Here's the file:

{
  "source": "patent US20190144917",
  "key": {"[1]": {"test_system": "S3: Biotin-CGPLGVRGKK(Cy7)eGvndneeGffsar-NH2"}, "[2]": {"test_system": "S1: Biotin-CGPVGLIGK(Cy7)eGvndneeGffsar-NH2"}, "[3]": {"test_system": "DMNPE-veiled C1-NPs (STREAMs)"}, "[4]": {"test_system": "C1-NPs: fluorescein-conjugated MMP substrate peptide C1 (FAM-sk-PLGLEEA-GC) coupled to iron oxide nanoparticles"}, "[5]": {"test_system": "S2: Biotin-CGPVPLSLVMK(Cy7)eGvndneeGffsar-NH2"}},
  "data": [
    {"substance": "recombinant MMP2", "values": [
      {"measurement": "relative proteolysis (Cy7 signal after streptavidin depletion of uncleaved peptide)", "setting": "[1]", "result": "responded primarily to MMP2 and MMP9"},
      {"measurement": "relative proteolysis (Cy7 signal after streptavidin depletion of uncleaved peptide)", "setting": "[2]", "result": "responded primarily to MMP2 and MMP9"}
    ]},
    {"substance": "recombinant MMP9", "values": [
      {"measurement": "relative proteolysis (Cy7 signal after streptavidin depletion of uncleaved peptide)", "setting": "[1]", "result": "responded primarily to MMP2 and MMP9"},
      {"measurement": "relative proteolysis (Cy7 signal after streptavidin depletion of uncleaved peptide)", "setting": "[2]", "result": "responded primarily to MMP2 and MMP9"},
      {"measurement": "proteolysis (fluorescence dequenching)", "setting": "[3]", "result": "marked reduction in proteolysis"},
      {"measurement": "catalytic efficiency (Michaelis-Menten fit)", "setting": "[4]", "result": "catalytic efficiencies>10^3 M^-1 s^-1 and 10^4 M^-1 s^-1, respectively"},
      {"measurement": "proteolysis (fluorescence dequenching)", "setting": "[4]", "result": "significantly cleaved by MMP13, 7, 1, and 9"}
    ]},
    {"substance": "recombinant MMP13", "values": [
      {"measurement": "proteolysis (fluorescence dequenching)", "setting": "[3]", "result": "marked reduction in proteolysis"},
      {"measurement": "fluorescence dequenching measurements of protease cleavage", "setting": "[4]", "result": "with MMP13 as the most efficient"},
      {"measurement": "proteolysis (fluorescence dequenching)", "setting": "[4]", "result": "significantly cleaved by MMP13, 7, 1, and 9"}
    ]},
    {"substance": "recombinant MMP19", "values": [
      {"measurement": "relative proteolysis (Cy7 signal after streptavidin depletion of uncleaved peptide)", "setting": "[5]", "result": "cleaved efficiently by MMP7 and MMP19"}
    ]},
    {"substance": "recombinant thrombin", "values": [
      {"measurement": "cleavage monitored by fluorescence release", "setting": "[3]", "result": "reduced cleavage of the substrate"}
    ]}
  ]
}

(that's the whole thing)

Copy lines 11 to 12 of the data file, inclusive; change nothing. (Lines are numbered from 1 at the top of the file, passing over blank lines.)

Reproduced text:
      {"measurement": "relative proteolysis (Cy7 signal after streptavidin depletion of uncleaved peptide)", "setting": "[2]", "result": "responded primarily to MMP2 and MMP9"},
      {"measurement": "proteolysis (fluorescence dequenching)", "setting": "[3]", "result": "marked reduction in proteolysis"},